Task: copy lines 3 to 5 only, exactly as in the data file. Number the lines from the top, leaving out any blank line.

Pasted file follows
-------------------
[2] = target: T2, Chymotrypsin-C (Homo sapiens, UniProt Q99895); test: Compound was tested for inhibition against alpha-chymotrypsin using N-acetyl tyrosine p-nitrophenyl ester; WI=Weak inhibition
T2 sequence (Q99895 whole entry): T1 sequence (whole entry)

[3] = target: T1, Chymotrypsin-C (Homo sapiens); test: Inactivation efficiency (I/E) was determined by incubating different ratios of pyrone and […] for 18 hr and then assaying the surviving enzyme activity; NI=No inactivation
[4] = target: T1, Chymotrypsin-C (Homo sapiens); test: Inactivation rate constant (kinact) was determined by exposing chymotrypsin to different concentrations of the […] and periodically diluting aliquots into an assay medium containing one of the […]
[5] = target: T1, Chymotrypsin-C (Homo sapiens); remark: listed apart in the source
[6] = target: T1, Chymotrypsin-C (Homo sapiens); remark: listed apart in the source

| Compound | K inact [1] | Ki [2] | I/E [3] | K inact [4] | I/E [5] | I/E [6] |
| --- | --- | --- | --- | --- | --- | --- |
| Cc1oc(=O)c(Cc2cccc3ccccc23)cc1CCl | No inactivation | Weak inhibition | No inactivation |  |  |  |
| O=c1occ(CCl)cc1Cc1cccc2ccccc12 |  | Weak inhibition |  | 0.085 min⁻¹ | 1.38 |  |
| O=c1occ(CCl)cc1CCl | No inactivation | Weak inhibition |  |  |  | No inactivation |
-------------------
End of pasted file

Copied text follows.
[3] = target: T1, Chymotrypsin-C (Homo sapiens); test: Inactivation efficiency (I/E) was determined by incubating different ratios of pyrone and […] for 18 hr and then assaying the surviving enzyme activity; NI=No inactivation
[4] = target: T1, Chymotrypsin-C (Homo sapiens); test: Inactivation rate constant (kinact) was determined by exposing chymotrypsin to different concentrations of the […] and periodically diluting aliquots into an assay medium containing one of the […]
[5] = target: T1, Chymotrypsin-C (Homo sapiens); remark: listed apart in the source